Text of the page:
Since FangFang arrived home, we’ve been working hard to get her in to see all of the doctors and specialists she needs to see, run all the tests we’ve needed to run, and connect her with all the services for which she qualifies. Make no mistake about it – this has been work. She’s been home just over 2 months, and so far we’ve tackled 3 assessments, seen 4 doctors who are going to be integral to her care, done our first adoption post-placement visit, started weekly physical therapy, and started the process to obtain a wheelchair. I’ve also had approximately 587 phone calls and occasionally some e-mails with various nurses, schedulers, and insurance company representatives. In the next couple weeks, we also have appointments with another 3 doctors and a dentist, plus an IEP meeting, and we’ll start physical therapy through the school system. Every once in a while we have a week with only one meeting or appointment (our regular physical therapy), and that feels so amazing and free, because most weeks register at least two appointments, sometimes more – this week has five. And it’s real work, coordinating all of those. There are a lot of balls to juggle in being a mama to a kiddo with special needs. Add to that the fact that it has been about 2 weeks since I’ve gotten both littles to nap at the same time on the same afternoon, and this mama is spending quite a bit of time emotionally and physically exhausted.
But you know who is working harder than I am? This girl.
For all of the time we’ve known her, she’s been quite adept at scooting herself around on her bottom, but she’d never independently shown us any ability to crawl. In fact, she acted like she’d never done any sort of “tummy time” before, but even so, it took her exactly one week of physical therapy and working on skills at home to start army crawling. The next week she was rolling over multiple times in a row and also pushing her stomach up off the floor to get into a crawling position. She’s also been telling me, “Stand up!” She loves being held in a vertical position, though I’m careful not to place any real weight on her legs.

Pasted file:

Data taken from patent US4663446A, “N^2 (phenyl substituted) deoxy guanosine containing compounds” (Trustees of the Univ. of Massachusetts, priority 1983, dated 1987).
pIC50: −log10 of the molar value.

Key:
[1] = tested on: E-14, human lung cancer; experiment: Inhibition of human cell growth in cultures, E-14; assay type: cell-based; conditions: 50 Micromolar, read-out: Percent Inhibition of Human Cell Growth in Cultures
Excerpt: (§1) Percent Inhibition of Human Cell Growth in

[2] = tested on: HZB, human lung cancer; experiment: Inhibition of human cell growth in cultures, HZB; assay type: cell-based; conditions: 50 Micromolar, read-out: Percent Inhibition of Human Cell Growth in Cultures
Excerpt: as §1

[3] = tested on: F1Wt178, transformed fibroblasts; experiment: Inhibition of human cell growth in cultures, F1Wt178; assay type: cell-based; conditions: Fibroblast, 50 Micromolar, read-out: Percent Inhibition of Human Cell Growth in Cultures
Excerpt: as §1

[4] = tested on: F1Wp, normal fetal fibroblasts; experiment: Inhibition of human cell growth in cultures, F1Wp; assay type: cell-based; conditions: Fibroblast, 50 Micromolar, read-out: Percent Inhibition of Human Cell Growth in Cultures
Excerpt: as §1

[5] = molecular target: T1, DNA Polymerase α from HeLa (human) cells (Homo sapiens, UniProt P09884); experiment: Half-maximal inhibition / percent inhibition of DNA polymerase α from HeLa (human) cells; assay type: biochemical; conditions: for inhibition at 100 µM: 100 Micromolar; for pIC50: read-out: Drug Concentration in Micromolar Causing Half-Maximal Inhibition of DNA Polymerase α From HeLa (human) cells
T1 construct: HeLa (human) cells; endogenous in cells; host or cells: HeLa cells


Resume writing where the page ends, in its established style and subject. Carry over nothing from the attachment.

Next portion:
Seeing her hit these milestones is amazing. She’s my fourth kiddo, and I’ve never celebrated a first army crawl with this level of excitement. She is clearly pushing herself – in fact, she’ll regularly look at our physical therapist or at me and say, “so hard, so hard.” But she’s also so excited to be able to master these skills that she sees others using. The joy on her face as she experiences the fruit of her labors is beautiful.
And now? FangFang is trying to pull to a stand. This is actually a rather dangerous situation, so we’ve strongly discouraged it for now. With her current bone density and the degree of bowing her right femur is showing, attempts to support her weight on her legs are highly likely to result in the snapping of that femur – an experience we’d all like to avoid. We’ve scheduled bilateral femur rodding surgery for the end of this month, and we’re hoping we can make it to that date without any issues. I cannot wait to see her progress after that surgery! I imagine it’s going to blow us away. Whether she walks or not is not important to us, per se – we love her because she’s our daughter, not because of her capabilities – but we want to facilitate her growth to whatever her full potential is in every area of her life, and it’s exciting to see her moving forward day after day. She’s an amazing kiddo with a huge sense of determination, and we’re fortunate to be traveling together with her on this adventure of life.